Wednesday, April 28, 2004

RICHMOND — Lawmakers in the deeply divided General Assembly that passed record tax increases and froze the popular car-tax-relief program broke promises they made to voters when they ran for office last year.

In all, 83 of the 140 lawmakers on Tuesday voted in favor of the $1.38 billion tax plan that would raise the state sales and cigarette taxes. Of those, 32 were Republicans.

Four Republicans, who previously signed a pledge to oppose tax increases, violated it when they voted in support of the tax plan.

“I am unaware of a single Republican or Democrat who ran promising to raise taxes,” said Grover Norquist, president of Americans for Tax Reform. All 140 seats were up for election last November, and none of the elected legislators told voters they planned to raise taxes, according to Mr. Norquist and other anti-tax leaders.

Former Virginia Gov. James S. Gilmore III said it’s “pretty awful” that lawmakers broke their promises. Mr. Gilmore, who introduced the car-tax rollback when he was elected in 1997, said he wants to reverse the new car-tax policy that caps the amount the state reimburses localities for lost revenue.

“It’s dreadful they would campaign on one position and do something different,” said Mr. Gilmore, a Republican. “They took the easy way out. It’s not courageous and it’s not to be celebrated.”

Mr. Norquist’s group has a list of the 41 Republicans and Democrats who signed the anti-tax pledge. Mr. Norquist said some of the lawmakers signed the pledge 10 years ago and are bound to it as long as they hold office.

Lawmakers can ask to be removed from the list whenever they want, he said.

Some of the lawmakers who voted for the tax increases said they had to do it to end the budget stalemate. Today, the General Assembly has been in session for 107 days.

The nine House and Senate budget negotiators said yesterday they believe a deal can be reached on the state’s two-year tax-and-spending plan by Monday.

Republicans who signed the pledge and voted for the tax increases are: Sen. H. Russell Potts Jr. of Winchester, Sen. Frank M. Ruff Jr. of Amherst County, Delegate L. Preston Bryant Jr. of Amherst County and Delegate Harvey B. Morgan of Gloucester County.

Mr. Bryant and Mr. Morgan were two of the 17 Republicans who broke from their anti-tax leadership and teamed up with House Democrats to pass a tax-increase plan two weeks ago.

Delegates yesterday defended their votes for the tax increase, saying the budget impasse forced them to vote for more revenue.

One of them is Delegate Joe T. May, a Loudoun County Republican who initially said he would vote against the tax plan. But, on Tuesday, Mr. May switched his vote in support of an increase.

“Taxes suck the lifeblood out of families, businesses and our economy’s growth,” Mr. May said April 12 when he announced he was seeking the Republican nomination for lieutenant governor next year.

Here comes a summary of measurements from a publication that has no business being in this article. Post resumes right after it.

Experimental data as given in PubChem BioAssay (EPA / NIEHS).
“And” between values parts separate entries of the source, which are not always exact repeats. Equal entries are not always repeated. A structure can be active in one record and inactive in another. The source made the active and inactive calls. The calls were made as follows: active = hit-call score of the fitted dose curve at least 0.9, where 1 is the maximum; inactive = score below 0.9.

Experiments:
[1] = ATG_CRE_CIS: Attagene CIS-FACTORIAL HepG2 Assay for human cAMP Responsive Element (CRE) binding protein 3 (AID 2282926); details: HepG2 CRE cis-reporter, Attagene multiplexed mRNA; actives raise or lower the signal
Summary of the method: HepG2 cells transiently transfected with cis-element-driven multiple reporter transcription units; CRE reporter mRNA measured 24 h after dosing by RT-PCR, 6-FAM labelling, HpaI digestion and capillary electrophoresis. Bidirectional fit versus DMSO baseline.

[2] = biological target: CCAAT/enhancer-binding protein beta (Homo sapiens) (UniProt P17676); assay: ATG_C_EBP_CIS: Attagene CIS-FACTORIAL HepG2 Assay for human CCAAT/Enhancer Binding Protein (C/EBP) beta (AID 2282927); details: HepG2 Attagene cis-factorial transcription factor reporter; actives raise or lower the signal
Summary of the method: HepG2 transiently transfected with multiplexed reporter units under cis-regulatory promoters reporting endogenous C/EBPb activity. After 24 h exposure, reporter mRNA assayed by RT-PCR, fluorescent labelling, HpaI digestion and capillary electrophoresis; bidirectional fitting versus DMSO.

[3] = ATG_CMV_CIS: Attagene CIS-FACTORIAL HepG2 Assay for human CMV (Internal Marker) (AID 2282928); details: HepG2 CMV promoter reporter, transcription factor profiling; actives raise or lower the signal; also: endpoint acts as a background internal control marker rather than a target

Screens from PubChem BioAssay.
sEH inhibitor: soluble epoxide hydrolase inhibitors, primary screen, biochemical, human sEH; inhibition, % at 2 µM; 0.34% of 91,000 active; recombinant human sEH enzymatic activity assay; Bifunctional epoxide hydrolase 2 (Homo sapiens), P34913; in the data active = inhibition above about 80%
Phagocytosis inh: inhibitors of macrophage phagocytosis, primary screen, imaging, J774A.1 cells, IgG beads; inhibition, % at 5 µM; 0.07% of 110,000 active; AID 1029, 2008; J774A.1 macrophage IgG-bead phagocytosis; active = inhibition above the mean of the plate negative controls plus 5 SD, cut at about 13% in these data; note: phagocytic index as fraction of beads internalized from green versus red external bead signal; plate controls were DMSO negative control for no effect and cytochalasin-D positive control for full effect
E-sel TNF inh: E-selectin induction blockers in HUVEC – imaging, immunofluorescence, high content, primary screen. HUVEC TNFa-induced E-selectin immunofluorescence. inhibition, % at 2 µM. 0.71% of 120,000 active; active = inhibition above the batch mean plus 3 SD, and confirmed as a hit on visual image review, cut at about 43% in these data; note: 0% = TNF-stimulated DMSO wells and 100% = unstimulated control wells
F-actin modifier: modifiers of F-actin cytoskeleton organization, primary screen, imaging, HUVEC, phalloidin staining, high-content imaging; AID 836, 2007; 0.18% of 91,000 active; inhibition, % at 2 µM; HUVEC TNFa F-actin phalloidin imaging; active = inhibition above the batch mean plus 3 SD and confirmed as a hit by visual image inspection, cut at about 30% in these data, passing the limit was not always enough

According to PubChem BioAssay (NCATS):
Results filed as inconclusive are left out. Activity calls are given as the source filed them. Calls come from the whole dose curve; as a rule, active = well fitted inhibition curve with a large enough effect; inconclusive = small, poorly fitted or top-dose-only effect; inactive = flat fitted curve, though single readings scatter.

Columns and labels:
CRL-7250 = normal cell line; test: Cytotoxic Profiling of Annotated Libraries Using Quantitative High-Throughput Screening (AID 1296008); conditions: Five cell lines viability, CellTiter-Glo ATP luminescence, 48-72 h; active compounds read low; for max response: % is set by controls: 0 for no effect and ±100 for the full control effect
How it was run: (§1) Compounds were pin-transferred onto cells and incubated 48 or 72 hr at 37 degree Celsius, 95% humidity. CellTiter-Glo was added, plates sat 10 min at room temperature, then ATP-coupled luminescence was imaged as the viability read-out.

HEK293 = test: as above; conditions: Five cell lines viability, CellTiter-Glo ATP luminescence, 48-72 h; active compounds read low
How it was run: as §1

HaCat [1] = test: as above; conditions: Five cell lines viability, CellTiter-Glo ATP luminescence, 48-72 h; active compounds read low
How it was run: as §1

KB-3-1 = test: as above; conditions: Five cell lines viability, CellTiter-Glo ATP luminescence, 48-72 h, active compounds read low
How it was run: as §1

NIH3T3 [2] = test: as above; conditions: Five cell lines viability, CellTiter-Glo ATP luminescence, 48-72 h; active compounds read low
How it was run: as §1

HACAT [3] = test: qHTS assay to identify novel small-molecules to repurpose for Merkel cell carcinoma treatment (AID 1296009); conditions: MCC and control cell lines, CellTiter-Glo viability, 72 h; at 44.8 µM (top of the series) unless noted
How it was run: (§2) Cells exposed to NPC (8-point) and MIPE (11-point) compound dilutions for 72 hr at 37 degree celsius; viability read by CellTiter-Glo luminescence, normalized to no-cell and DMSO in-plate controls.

Yesterday, Mr. May, who has not signed the anti-tax pledge, said he voted in favor of the tax increases because it was necessary to end the stalemate.

“I am still very much opposed to taxes, but in this case I’m more opposed to failing to achieve a budget,” he said. “I felt if we didn’t do it [Tuesday] it wasn’t going to get done.”

The Legislature also on Tuesday voted to cap the annual state reimbursements to counties and cities at $950 million a year for revenue lost under the car-tax cut. That means car owners in Virginia will pay 30 percent of the car tax indefinitely.

Local governments could make up for the loss by raising other taxes, as the value of cars continues to rise. The payment grows each year by about $150 million as more people buy more-expensive cars.

Republicans who signed the anti-tax pledge and voted for the car-tax cap are: Mr. Ruff, Mr. Potts, Mr. Bryant, Mr. Morgan, Delegates Chris B. Saxman of Staunton, and R. Steven Landes of Augusta County. Sen. W. Roscoe Reynolds, Martinsville Democrat, also signed the pledge but ended up voting for the cap.

The passage of the cap angered some anti-tax lawmakers.

“No one ran on this,” said Delegate M. Kirkland Cox, Colonial Heights Republican, who opposed the car-tax cap. “No one ran on freezing a promise they made to constituents.”

Anti-tax groups have promised to put up conservative primary challengers to the Republicans who voted for the taxes. They some predict incumbents will lose their seats.

Many delegates agree.

“This bill is about keeping your promises to people,” Delegate L. Scott Lingamfelter, Prince William County Republican. “People are going to remember. They are going to remember whether a promise made and a promise kept was just another bumper sticker or something that you believed in your heart was important.”

The delegates will be up for election next year. Senators will not face voters until 2007.

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